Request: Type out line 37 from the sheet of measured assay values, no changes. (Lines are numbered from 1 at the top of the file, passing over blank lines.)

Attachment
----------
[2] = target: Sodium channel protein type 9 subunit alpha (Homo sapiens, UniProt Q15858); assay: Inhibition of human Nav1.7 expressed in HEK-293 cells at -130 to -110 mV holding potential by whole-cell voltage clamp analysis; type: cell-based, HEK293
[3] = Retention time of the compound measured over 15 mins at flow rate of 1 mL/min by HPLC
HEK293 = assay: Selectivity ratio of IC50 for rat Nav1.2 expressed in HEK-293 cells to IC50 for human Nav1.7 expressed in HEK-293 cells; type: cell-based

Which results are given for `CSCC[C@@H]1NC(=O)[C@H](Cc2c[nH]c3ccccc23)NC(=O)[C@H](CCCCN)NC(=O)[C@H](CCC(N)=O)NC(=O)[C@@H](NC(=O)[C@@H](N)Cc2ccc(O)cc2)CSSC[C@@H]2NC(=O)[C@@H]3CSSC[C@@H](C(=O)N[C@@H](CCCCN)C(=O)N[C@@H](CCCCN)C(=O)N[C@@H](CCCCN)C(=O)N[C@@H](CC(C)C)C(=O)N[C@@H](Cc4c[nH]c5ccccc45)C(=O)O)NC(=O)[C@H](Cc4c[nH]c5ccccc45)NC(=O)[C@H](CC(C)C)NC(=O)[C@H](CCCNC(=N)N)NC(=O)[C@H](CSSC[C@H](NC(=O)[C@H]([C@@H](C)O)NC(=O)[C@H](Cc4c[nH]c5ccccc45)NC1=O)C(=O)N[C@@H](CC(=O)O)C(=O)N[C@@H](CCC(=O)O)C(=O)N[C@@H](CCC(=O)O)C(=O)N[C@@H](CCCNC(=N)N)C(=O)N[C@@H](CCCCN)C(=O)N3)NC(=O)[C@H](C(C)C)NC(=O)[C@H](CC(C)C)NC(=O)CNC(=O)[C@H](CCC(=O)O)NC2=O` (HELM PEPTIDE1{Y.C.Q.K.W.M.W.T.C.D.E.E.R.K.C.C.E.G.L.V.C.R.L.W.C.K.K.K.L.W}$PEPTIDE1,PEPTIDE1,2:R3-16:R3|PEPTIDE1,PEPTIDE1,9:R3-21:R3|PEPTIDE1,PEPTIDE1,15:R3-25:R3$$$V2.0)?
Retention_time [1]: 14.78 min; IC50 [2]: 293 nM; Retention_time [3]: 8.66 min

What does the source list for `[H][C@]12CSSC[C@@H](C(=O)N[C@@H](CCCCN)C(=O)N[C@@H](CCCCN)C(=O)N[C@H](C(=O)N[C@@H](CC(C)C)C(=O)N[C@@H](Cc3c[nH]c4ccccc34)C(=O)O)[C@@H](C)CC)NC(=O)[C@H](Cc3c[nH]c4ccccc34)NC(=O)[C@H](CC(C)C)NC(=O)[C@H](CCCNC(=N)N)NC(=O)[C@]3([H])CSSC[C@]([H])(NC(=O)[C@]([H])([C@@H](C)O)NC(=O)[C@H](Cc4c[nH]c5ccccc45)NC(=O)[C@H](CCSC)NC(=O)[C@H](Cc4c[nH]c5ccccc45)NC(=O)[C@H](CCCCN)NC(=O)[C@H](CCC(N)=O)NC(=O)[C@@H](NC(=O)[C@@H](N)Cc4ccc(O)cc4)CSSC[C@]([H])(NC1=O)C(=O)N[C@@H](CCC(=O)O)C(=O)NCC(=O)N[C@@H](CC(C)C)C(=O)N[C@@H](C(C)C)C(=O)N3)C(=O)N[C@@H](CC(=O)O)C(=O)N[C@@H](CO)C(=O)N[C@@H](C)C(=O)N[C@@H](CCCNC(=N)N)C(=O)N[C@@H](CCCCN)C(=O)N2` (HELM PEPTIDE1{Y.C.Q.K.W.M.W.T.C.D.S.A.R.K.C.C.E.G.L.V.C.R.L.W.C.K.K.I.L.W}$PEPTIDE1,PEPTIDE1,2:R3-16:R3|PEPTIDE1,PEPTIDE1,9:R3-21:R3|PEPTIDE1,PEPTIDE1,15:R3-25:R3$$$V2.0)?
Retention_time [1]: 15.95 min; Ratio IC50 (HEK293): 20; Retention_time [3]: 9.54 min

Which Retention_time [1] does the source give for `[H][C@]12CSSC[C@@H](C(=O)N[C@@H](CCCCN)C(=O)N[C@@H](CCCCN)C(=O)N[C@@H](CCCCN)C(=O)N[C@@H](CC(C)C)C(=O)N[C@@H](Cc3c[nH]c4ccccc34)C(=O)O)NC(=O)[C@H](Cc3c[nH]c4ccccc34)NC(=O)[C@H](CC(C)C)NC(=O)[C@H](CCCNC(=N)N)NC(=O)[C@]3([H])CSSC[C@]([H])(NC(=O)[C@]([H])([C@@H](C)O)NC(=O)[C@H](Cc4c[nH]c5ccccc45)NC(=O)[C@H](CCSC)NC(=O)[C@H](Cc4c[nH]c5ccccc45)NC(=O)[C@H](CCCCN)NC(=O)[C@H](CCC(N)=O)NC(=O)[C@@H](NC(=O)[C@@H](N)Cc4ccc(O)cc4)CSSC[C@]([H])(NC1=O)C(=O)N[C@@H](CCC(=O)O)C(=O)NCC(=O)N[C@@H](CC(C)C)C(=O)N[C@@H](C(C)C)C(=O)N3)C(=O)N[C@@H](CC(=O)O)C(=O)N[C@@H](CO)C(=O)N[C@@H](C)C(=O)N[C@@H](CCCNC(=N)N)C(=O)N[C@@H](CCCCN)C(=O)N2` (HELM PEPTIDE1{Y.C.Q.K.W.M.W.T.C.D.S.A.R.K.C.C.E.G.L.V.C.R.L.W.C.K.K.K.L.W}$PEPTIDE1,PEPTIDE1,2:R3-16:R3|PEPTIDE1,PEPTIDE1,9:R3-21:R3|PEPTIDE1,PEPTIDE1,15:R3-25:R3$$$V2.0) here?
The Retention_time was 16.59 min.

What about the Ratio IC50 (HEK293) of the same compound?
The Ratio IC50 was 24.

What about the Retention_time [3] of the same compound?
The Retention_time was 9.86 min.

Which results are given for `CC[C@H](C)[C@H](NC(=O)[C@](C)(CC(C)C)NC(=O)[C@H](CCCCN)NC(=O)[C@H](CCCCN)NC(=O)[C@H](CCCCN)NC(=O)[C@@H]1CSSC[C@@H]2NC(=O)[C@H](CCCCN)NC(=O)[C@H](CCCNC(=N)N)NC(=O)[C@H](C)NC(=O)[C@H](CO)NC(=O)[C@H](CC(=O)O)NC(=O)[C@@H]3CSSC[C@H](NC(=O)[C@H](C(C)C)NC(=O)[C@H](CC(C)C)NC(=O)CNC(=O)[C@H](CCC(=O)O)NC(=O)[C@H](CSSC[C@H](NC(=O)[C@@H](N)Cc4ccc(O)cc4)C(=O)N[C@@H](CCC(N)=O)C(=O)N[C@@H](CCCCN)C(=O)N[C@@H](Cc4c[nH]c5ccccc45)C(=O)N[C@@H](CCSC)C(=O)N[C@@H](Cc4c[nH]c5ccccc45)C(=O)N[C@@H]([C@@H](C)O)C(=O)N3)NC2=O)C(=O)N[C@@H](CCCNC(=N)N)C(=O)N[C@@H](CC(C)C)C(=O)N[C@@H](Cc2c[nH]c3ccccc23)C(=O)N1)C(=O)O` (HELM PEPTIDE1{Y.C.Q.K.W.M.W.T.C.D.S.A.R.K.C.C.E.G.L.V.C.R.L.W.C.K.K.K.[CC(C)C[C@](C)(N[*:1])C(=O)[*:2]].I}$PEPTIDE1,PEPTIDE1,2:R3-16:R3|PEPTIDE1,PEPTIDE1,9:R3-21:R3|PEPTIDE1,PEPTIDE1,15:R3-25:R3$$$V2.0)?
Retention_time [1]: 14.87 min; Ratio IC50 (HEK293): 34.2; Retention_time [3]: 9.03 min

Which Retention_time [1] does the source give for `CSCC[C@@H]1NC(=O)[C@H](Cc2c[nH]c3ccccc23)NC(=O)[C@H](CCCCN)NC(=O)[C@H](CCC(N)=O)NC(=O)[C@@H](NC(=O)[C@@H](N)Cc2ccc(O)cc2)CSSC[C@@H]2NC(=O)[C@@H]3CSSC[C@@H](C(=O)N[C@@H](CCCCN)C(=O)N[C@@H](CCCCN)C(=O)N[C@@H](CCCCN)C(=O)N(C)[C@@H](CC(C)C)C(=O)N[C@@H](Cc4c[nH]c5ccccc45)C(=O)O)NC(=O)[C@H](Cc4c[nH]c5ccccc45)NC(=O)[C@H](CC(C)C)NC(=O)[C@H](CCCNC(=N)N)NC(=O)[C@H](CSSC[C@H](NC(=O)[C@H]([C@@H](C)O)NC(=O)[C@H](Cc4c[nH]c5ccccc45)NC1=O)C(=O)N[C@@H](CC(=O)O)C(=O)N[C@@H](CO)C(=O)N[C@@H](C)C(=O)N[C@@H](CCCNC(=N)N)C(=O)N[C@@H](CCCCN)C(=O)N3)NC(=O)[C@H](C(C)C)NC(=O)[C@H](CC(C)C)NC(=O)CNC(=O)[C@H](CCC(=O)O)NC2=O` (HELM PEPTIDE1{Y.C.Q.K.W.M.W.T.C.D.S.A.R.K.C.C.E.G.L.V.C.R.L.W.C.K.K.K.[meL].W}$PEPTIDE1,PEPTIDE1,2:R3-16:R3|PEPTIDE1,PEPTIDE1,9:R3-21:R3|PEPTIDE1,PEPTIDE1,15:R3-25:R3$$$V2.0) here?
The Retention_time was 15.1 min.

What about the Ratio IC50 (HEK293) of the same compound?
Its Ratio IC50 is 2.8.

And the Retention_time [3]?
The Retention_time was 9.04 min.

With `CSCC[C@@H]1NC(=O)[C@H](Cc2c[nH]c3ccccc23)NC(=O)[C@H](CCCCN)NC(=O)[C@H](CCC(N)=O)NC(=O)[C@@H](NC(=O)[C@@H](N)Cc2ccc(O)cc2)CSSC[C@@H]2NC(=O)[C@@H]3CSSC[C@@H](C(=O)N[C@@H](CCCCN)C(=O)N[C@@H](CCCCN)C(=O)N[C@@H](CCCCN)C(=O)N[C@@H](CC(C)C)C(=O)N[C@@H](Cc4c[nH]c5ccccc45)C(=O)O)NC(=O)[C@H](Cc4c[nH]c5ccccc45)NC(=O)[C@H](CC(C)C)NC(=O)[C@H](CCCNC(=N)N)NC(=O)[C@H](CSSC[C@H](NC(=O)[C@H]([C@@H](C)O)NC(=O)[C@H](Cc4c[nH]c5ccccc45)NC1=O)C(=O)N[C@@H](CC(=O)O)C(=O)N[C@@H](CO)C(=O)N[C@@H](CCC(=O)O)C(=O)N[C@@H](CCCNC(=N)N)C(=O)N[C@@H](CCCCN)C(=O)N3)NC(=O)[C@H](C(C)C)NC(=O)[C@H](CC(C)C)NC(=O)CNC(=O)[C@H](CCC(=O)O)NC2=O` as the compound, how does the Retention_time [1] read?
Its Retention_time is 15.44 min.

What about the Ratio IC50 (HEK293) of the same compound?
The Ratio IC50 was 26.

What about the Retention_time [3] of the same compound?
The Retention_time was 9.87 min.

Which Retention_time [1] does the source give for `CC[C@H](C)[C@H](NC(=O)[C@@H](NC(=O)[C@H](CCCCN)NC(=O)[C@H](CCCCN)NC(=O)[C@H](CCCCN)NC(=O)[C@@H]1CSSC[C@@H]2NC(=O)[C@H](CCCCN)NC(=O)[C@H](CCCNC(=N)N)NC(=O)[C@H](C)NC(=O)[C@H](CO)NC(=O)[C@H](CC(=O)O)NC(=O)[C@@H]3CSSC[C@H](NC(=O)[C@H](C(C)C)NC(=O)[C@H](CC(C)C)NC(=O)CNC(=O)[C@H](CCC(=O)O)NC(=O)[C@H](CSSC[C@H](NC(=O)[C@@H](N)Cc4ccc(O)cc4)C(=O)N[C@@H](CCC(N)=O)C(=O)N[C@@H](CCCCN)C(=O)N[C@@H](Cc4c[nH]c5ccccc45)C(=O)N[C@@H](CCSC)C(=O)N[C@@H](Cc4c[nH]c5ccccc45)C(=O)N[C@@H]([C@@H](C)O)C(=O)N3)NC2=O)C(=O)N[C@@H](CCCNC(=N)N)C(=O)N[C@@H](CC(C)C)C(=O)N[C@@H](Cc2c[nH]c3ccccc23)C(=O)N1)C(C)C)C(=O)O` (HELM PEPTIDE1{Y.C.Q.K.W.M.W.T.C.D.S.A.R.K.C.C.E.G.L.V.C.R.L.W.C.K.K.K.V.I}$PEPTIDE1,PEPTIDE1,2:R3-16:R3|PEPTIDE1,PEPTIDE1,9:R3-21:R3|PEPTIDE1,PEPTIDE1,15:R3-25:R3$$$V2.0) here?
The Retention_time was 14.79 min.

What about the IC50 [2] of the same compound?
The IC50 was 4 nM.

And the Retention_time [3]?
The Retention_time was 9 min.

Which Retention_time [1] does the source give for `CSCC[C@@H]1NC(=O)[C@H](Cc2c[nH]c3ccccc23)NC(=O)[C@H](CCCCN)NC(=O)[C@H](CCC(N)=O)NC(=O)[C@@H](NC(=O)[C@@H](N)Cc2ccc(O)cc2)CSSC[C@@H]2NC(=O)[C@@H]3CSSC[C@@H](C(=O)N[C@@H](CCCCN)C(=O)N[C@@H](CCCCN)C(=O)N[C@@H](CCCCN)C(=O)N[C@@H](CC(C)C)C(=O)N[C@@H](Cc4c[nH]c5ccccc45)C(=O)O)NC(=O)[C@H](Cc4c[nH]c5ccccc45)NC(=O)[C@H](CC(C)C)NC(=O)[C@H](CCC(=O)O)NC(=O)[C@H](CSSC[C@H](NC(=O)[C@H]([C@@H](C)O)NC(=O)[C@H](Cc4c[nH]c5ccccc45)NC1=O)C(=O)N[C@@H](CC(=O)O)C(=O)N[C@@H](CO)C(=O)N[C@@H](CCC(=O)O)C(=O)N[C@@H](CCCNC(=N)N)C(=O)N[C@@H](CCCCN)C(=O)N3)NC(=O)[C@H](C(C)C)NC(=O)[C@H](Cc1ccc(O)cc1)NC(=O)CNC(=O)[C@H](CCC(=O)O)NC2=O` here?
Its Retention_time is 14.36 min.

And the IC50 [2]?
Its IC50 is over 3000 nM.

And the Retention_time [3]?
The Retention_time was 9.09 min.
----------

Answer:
Its IC50 is over 3000 nM.